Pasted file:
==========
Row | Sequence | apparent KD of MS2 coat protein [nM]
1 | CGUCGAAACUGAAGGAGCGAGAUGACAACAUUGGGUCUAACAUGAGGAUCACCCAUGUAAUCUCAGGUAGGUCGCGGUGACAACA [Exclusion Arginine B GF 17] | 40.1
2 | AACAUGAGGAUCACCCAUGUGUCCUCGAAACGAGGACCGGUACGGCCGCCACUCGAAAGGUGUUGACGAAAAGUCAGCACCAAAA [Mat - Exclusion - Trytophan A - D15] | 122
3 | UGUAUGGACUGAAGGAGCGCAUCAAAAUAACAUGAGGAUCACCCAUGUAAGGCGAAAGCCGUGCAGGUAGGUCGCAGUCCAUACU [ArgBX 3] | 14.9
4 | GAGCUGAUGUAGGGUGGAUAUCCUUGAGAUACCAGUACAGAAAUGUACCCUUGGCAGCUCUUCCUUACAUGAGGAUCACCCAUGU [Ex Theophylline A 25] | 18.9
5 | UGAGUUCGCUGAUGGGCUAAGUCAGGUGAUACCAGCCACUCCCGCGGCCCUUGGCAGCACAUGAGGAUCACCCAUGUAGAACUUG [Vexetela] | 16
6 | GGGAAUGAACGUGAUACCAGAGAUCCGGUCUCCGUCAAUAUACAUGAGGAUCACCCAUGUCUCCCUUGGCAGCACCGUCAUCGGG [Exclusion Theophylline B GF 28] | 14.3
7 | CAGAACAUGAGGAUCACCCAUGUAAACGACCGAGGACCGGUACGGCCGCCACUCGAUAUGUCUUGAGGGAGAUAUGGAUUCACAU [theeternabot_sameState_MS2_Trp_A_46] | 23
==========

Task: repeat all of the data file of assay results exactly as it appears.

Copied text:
Row | Sequence | apparent KD of MS2 coat protein [nM]
1 | CGUCGAAACUGAAGGAGCGAGAUGACAACAUUGGGUCUAACAUGAGGAUCACCCAUGUAAUCUCAGGUAGGUCGCGGUGACAACA [Exclusion Arginine B GF 17] | 40.1
2 | AACAUGAGGAUCACCCAUGUGUCCUCGAAACGAGGACCGGUACGGCCGCCACUCGAAAGGUGUUGACGAAAAGUCAGCACCAAAA [Mat - Exclusion - Trytophan A - D15] | 122
3 | UGUAUGGACUGAAGGAGCGCAUCAAAAUAACAUGAGGAUCACCCAUGUAAGGCGAAAGCCGUGCAGGUAGGUCGCAGUCCAUACU [ArgBX 3] | 14.9
4 | GAGCUGAUGUAGGGUGGAUAUCCUUGAGAUACCAGUACAGAAAUGUACCCUUGGCAGCUCUUCCUUACAUGAGGAUCACCCAUGU [Ex Theophylline A 25] | 18.9
5 | UGAGUUCGCUGAUGGGCUAAGUCAGGUGAUACCAGCCACUCCCGCGGCCCUUGGCAGCACAUGAGGAUCACCCAUGUAGAACUUG [Vexetela] | 16
6 | GGGAAUGAACGUGAUACCAGAGAUCCGGUCUCCGUCAAUAUACAUGAGGAUCACCCAUGUCUCCCUUGGCAGCACCGUCAUCGGG [Exclusion Theophylline B GF 28] | 14.3
7 | CAGAACAUGAGGAUCACCCAUGUAAACGACCGAGGACCGGUACGGCCGCCACUCGAUAUGUCUUGAGGGAGAUAUGGAUUCACAU [theeternabot_sameState_MS2_Trp_A_46] | 23